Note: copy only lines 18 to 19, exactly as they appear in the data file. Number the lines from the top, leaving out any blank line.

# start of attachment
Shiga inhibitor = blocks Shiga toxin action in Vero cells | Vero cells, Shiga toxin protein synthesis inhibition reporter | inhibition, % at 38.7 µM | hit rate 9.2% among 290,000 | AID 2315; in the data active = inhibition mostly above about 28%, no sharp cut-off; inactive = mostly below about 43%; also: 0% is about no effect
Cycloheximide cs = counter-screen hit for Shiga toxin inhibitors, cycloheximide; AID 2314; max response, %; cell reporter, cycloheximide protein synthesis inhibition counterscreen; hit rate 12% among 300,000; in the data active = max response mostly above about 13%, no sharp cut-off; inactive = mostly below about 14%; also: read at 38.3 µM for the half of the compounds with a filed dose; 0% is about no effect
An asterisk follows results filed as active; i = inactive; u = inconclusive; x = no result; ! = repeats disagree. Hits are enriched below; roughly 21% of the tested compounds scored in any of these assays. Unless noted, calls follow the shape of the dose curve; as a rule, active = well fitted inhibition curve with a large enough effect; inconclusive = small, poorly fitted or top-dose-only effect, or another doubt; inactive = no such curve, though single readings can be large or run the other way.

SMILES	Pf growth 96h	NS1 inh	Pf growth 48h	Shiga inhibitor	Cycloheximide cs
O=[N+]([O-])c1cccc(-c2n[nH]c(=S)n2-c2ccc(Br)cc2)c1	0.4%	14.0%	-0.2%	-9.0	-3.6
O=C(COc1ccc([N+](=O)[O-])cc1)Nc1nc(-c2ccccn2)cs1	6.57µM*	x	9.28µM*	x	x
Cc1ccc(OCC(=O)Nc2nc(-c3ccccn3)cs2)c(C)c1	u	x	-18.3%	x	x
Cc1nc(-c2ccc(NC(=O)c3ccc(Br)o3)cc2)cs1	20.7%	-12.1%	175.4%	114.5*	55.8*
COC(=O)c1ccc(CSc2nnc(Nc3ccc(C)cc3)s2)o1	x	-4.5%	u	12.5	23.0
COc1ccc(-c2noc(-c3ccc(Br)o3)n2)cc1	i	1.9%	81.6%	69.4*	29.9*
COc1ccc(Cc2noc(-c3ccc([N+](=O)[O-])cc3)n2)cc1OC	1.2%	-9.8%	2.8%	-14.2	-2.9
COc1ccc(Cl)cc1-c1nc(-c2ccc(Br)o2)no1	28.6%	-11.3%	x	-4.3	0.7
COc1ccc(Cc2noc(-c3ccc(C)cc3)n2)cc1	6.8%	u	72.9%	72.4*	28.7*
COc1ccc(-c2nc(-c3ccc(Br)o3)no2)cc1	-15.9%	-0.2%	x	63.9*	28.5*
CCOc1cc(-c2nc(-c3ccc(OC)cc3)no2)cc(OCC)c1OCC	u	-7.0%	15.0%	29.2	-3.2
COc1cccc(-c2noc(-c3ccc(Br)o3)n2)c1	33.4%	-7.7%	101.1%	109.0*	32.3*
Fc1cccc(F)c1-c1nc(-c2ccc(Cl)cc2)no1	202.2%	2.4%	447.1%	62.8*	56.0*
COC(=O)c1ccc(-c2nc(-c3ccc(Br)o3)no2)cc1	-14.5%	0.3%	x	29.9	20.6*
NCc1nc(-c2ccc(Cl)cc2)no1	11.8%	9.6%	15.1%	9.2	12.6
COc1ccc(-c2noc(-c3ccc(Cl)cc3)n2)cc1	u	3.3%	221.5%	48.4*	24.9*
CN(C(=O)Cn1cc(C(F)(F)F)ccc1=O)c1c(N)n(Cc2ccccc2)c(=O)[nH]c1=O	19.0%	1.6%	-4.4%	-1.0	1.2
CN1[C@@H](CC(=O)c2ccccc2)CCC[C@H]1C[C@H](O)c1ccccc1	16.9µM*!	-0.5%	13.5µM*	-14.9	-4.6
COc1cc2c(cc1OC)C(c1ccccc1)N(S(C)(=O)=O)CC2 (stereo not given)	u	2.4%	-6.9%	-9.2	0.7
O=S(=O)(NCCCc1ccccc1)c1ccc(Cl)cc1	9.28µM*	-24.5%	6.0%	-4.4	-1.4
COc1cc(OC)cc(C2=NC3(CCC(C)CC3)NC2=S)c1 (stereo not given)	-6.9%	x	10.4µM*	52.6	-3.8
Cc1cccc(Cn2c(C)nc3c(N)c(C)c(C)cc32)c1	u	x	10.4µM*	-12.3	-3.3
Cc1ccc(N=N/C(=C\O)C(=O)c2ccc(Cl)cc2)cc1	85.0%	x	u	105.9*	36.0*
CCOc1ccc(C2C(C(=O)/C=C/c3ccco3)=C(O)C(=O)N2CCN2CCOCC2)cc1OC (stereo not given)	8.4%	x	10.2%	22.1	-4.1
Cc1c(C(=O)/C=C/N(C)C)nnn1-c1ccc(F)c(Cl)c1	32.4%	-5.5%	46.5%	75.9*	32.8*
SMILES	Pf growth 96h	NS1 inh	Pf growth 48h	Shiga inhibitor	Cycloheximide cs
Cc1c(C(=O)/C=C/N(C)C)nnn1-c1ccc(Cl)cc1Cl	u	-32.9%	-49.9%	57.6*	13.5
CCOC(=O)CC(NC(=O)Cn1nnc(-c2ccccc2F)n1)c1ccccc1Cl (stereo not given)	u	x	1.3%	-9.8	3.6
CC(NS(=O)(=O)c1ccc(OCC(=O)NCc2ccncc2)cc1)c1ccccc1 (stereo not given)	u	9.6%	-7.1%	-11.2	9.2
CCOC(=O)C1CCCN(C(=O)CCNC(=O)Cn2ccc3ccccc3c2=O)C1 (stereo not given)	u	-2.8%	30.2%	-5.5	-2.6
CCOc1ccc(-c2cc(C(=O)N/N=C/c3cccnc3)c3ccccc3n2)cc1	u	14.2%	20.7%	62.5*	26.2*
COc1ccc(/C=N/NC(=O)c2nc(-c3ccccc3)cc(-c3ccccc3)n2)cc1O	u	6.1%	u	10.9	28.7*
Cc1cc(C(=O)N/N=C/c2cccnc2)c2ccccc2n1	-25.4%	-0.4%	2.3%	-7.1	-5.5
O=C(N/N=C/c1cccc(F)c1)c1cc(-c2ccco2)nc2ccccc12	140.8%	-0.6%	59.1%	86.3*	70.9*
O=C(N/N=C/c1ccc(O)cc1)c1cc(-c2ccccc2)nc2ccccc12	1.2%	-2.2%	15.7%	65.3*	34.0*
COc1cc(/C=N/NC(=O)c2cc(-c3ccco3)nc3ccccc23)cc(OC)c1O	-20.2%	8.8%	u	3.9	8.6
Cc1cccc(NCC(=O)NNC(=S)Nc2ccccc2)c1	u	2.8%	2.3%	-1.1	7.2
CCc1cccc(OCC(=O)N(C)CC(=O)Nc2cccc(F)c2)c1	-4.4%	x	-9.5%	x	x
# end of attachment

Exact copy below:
COC(=O)c1ccc(-c2nc(-c3ccc(Br)o3)no2)cc1	-14.5%	0.3%	x	29.9	20.6*
NCc1nc(-c2ccc(Cl)cc2)no1	11.8%	9.6%	15.1%	9.2	12.6